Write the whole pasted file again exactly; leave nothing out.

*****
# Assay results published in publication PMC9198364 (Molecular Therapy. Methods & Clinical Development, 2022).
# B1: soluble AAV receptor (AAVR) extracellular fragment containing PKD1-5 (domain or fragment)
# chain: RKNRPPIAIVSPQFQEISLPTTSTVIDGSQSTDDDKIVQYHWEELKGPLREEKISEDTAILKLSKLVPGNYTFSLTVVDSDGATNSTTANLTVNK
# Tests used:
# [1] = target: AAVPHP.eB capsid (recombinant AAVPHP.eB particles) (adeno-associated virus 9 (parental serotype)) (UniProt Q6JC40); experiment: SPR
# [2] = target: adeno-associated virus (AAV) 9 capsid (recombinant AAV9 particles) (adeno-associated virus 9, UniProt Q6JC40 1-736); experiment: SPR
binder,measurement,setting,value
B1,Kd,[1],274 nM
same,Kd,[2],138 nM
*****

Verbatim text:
# Assay results published in publication PMC9198364 (Molecular Therapy. Methods & Clinical Development, 2022).
# B1: soluble AAV receptor (AAVR) extracellular fragment containing PKD1-5 (domain or fragment)
# chain: RKNRPPIAIVSPQFQEISLPTTSTVIDGSQSTDDDKIVQYHWEELKGPLREEKISEDTAILKLSKLVPGNYTFSLTVVDSDGATNSTTANLTVNK
# Tests used:
# [1] = target: AAVPHP.eB capsid (recombinant AAVPHP.eB particles) (adeno-associated virus 9 (parental serotype)) (UniProt Q6JC40); experiment: SPR
# [2] = target: adeno-associated virus (AAV) 9 capsid (recombinant AAV9 particles) (adeno-associated virus 9, UniProt Q6JC40 1-736); experiment: SPR
binder,measurement,setting,value
B1,Kd,[1],274 nM
same,Kd,[2],138 nM